• Have there been any recent accidents/near misses?
  • Are workers trained to operate the equipment properly?
  • Are fire exits marked properly? Is access to fire exits blocked in any way?
  • Have workers been trained about the chemicals they may be exposed to? Are Material Safety Data Sheets available?
  • Does the area seem hot, cold, noisy, or stuffy. Are chemical odors evident?
  • Do workers ever complain of headaches, dizziness, watering eyes or sore throats?
  • Do machines have all the necessary guards around moving parts and drive belts?
  • Are all stairways and walkways clear?
  • Are hardhats, safety shoes, gloves, respirators, and other personal protective equipment provided when necessary?
  • Do people lift, carry, push, or drag heavy loads? If lifting, do they lift properly? Can the job be changed or mechanical equipment used to reduce the heavy lifting workers must do?

3.The Closing Conference

After the inspection has been completed, all violations recorded, and the findings reviewed, the last step in the inspection process is to hold what OSHA calls the "closing conference."Like the opening conference, it is a meeting between the employer, the union representative, and the OSHA inspector (if any).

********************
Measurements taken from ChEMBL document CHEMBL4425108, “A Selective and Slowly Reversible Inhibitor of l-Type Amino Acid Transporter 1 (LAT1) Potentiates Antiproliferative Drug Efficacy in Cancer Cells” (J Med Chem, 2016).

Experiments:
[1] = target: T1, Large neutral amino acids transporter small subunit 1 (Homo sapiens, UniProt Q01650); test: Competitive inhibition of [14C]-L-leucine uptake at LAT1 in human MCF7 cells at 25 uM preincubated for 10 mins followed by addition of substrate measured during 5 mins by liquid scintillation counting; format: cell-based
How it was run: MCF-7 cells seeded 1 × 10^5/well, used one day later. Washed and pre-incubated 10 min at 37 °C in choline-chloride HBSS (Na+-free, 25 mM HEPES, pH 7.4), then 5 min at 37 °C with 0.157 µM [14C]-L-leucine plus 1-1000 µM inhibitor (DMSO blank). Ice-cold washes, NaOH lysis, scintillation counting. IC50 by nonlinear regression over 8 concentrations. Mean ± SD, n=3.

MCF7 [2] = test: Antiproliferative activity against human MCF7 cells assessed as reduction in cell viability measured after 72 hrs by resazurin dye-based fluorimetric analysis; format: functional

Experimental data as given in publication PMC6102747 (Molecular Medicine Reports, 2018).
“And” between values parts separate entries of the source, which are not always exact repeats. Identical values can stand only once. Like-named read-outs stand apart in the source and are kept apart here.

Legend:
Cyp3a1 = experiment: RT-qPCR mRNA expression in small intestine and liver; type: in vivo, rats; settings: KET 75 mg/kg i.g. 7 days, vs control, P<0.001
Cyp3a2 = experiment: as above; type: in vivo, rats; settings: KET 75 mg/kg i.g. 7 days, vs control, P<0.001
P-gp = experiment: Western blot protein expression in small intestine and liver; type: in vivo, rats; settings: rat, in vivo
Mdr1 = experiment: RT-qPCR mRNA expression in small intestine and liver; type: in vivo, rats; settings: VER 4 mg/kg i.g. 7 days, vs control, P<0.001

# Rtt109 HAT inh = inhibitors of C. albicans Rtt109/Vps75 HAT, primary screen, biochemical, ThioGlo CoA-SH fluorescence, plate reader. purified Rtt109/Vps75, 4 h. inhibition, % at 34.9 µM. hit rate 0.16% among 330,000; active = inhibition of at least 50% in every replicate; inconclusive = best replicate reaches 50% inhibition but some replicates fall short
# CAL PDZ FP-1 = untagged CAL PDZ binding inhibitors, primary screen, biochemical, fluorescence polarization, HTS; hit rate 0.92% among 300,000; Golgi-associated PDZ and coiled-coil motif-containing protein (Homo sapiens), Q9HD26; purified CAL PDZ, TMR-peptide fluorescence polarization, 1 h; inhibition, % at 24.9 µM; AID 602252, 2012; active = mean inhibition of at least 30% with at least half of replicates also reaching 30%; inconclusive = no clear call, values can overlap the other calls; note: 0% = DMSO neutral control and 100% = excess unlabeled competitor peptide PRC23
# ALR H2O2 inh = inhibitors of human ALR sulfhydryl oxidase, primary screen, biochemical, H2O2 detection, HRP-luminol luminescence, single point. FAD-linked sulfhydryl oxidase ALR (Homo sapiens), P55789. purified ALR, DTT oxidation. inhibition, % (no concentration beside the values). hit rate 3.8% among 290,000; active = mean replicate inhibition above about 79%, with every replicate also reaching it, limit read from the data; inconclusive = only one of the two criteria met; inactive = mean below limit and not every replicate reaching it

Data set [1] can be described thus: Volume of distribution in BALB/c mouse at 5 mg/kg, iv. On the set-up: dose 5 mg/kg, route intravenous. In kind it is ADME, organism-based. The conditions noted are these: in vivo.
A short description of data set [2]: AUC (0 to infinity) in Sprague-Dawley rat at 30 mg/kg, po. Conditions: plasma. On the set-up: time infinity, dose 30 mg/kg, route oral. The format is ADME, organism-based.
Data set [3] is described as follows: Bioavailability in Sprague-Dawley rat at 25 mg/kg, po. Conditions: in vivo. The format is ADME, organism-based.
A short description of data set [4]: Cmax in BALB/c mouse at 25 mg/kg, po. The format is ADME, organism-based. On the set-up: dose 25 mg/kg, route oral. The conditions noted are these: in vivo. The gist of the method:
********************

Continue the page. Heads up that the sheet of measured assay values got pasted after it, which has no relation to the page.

At this conference, the findings of the inspection will be reviewed with management and the union. If it is an official OSHA inspection, violations of OSHA standards and possible abatement (correction) dates will be discussed.

If it is a labor management inspection, violations of OSHA standards and/or employer safety policies will be reported. The written policies, programs, and plans of the employer should be evaluated and discussed. Correction of unsafe conditions and improvements in safety and health programs should be recommended during this conference, and completion dates set.

A summary of the inspection report as well as the minutes of health and safety committees should be posted on the union bulletin board or distributed to workers in newsletters. If an OSHA inspection results in a citation, a copy of the citation must be posted near the area where the violation occurred.